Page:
Presentation on theme: "Ch. 9 – The Lives of Stars from Birth through Middle Age Second part The evolution of stars on the main sequence."— Presentation transcript:
Ch. 9 – The Lives of Stars from Birth through Middle Age Second part The evolution of stars on the main sequence
Stars with Masses between 0.08 and 0.5 times the mass of the Sun have low core temperatures, live a long time, convect helium from the core, so it mixes uniformly, and will end up composed entirely of helium.
A G-Type Star is similar to our Sun. The evolution is shown during an imaginary trek through space. At the end of the red giant stage, the core is small, the envelope huge, and the outcome depends on the total mass of the star.
Evolution of stars with more than 0.4 solar masses
Solar Composition Change During stage 7 hydrogen burning causes a build-up of helium in the star’s core. We will follow the evolution of a star like the Sun, with one solar mass.
Hydrogen Shell Burning occurs around an “ash” core, which is mostly helium, and the temperature is T = 10 million K
The hydrogen shell burning causes higher pressure on the envelope, which causes the star to expand into a Red Giant. The star follows the yellow curve on the H–R diagram. Stage 8 is the “subgiant branch” and the radius is about 3 times the solar radius. An example is the star Arcturus, M = 1.5 M solar and R = 23 R solar, the luminosity is about 100 times solar.
Stage 10 follows the Helium Flash, which is like a huge nuclear explosion of helium “flashing” or burning quickly into carbon at 10 8 K Fusion of 3 He-4 nuclei produces a C-12 nucleus plus other products Then there is the Horizontal Branch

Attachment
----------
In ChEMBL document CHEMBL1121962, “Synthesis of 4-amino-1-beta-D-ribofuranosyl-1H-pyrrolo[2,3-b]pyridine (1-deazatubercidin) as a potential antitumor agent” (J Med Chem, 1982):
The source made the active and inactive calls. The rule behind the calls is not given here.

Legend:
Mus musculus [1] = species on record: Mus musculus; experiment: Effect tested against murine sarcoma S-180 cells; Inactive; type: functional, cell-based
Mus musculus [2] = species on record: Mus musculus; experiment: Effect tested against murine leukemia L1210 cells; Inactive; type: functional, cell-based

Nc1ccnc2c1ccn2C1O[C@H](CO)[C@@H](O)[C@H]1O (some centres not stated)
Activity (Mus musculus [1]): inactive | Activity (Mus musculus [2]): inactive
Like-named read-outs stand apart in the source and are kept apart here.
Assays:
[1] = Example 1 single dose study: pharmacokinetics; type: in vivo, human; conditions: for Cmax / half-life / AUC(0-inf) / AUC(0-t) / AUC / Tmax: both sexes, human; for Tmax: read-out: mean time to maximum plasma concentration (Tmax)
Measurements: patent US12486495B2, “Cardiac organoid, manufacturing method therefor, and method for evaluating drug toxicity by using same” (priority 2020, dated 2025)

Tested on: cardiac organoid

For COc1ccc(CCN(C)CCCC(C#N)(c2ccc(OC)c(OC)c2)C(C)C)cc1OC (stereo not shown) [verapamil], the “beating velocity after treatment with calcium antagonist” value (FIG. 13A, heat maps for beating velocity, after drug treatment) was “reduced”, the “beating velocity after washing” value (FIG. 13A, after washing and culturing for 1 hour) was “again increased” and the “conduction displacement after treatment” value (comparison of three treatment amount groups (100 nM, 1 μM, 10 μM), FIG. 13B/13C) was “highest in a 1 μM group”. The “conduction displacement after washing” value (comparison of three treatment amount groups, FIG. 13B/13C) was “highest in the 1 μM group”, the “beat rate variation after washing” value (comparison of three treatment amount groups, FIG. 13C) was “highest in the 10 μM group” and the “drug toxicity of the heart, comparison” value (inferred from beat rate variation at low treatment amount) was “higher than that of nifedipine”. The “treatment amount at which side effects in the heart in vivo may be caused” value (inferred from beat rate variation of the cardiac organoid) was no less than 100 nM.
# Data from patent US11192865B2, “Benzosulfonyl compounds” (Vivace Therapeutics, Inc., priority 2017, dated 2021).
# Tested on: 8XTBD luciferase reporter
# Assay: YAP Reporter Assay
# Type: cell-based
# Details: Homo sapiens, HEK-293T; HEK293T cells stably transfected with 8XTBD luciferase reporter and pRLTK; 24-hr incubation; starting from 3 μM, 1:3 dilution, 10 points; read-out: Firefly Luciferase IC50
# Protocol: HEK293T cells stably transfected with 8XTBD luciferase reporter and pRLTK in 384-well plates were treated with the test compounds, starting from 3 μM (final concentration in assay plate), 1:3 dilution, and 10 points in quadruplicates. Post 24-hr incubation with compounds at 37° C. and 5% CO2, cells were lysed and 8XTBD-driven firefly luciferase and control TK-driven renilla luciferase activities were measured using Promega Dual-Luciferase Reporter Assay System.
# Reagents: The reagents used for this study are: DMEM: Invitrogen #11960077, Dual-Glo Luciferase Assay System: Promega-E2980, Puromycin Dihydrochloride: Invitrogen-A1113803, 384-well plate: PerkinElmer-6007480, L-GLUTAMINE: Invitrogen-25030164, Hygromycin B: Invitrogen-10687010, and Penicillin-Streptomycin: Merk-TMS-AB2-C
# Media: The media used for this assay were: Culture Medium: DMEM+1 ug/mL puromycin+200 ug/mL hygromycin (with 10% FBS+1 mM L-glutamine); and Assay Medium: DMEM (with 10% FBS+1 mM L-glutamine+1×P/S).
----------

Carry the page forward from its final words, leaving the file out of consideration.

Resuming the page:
Reascending the Giant Branch occurs in a way similar to the original move up to a giant. Burning in the H and He shells is even faster than before, so the star expands even more on this “asymptotic branch”
Quick introduction: Supernova ! Visible supernovae are uncommon and of great interest to astronomers. They occur when a massive star has burned up most of its “fuel” and suddenly “collapses”. A shock wave is formed which blows off the outer layers of the star. Supernovae in our own galaxy had not been seen since the 1600’s until ………………………… 1987
One dramatic result of stellar evolution: a supernova remnant
A Type II Supernova is a “core collapse” and occurs when the core is finally pure iron, which cannot be fused to other elements. The core collapses to a big ball of neutrons, which causes a shock wave to bounce back outward, which blows off the entire envelope of the red giant, to form a supernova remnant.
Supernova Remnants Vela supernova remnant Other examples: Cassiopeia A (link) (link)link N63A (link)link Crab nebula
M1 – the Crab Nebula is from a supernova seen in year A.D. 1054 The remnant is 1800 pc away and the diameter is currently 2 pc.
Astronomers have been waiting for hundreds of years for a bright, nearby supernova. Finally, one night in 1987… We learn the story of the observation in the movie “Death of a Star” (from the Nova series on PBS)